Wednesday, January 23, 2002

Memories of '37

Wedding day to remember

        Just after Jake and Emma Federmann got married in 1937, the lights went out all over Cincinnati. The waterworks shut down. And a river caught fire.

        That's when — Jake and Emma like to say — they decided to have a family. Right in the middle of Cincinnati's worst natural disaster — the '37 flood.

        “We got married on a Saturday and by Sunday night I had a family of five,” Jake said with a chuckle. “Emma's parents, two sisters and a brother came to live with us.”

[photo] Emma and Jake Federmann married at the worst possible time — the '37 flood. Life got better, though, in 65 years together.
(Glenn Hartong photo)
| ZOOM |
        Emma smiled at the memory and reminded her husband: “They were flooded out.”

        Jake and Emma laughed as this story unfolded 65 years ago. Now, he's 86 and she's 85. And, they're still laughing. That's why they're still here. In their own home. Side-by-side. Still in love.

        Young couples would be wise to take cues from the tale of Emma and Jake. They might learn something about how a family sticks together. Faces adversity. And still finds time to laugh.

        “Those days you didn't get all shook up over things,” Emma said. “You just took it in stride. They were family. You made the best of it.”

        The Harrison Township couple became husband and wife 65 years ago today. The next day, what passed for their honeymoon became known as “Black Sunday.” Rampaging flood waters made Cincinnati go dark. And cold. No lights. No heat from gas or electric furnaces. No running water.

        Six inches of snow fell on their wedding day. The next day, 2 inches of rain in three hours melted the snow and sent it into the flood-swollen river.

        Between the snow and the rain, Jake and Emma got married. She wore a dress she sewed with her mom. The material cost $2. As she walked down the aisle, she carried a bouquet of white carnations.

        “That's the only flowers they had in the florist's shop,” Emma recalled. The florist's basement was flooded. Roses wouldn't keep.

        To this day, Jake always gives Emma carnations on their anniversary.

        Carnations. And, a kiss.

Brief respite

        Jake remembers everyone welcoming the snow on Jan. 23, 1937. It was a relief from the rain that had pelted the city for days and added to the already flooded waters of the Ohio. Third Street was a canal. Crosley Field's home plate sat under 20 feet of water.

        In Camp Washington, the little restaurant Emma's mom and dad ran across from the stockyards was serving fish. In 12 feet of water.

        Jake and Emma were supposed to have their wedding supper at the restaurant. Instead, they had it at her parents' Camp Washington home. The fried chicken they ate would be their last hot meal for days.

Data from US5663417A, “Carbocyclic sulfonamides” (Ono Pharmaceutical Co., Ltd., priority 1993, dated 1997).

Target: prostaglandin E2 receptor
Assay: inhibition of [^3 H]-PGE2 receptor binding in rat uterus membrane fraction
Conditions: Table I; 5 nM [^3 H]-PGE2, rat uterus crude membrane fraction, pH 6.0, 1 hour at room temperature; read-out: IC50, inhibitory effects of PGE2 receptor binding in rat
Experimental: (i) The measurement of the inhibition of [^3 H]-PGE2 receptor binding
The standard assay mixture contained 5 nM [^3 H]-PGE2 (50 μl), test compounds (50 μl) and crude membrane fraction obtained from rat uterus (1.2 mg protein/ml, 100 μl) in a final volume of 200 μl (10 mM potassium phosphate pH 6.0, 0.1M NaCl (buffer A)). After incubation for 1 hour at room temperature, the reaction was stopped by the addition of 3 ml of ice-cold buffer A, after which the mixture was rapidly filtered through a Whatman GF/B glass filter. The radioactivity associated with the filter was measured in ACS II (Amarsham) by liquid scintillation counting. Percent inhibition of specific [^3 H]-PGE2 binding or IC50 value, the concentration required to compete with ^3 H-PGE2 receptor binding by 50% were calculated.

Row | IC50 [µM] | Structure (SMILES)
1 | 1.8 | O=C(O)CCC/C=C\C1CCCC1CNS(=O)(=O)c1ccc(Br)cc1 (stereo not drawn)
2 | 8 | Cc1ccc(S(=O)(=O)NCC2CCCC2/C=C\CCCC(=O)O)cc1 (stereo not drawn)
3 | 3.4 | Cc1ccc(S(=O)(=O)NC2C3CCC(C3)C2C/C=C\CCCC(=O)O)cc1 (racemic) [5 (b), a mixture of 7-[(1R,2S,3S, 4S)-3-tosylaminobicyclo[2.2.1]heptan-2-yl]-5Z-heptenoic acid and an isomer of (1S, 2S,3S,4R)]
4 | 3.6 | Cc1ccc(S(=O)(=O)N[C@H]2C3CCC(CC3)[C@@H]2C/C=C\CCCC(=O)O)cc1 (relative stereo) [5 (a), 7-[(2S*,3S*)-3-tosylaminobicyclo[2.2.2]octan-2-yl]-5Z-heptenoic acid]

The next morning, dawn broke on “Black Sunday.” The torrential rains and melting snow turned Mill Creek into a raging river. It ran through Camp Washington. Gasoline storage tanks toppled, their contents spilled into the water. Sparks ignited the fuel. Homes and businesses burned to the water line.

        Jake and Emma lived on Beekman Street. Across the valley from the flooded Mill Creek. Across from the fires in Camp Washington. But not far from the flood.

        “I'd walk down 12 steps to the street to get river water,” Jake said. “We'd use a bucket-full to flush our toilets.”

        Two days later, the river crested at 79.9 feet, a record that still stands in Cincinnati. Emma's family members eventually returned to their homes.

        Life went on for Emma and Jake. He worked as a machinist. She waited tables at the family restaurant. They moved, first to Newtown, then to Harrison Township.

        They never felt they were married under a bad sign.

        “We've been blessed,” Jake said. “Couldn't have had it any better. I'll be 87 in March. I've been married to Emma for 65 years. We have three nice children.”

        John and Richard Federmann and Joyce Steinfort have given their parents 12 grandchildren and 10 great-grandchildren.

        Their pictures have turned Emma and Jake's kitchen into a photo gallery.

        Emma looked at the faces in the photos and returned their smiles.

        She explained how she and Jake have been able to count their blessings for so many years.

        “We don't sit around and complain about our aches and pains,” she said.

        They play cards at three different senior centers. They have hobbies. Jake's an accomplished woodworker. Emma weaves baskets that win blue ribbons.

        “He's got some disabilities,” Emma admitted. “I've got a few, too.

        “But why talk about them? I don't intend to.

        “Just go out and enjoy yourself.”

        And they do.

        No matter what the weather.

        Or how high the river flows.

        Columnist Cliff Radel can be reached at 768-8379; fax 768-8340; e-mail

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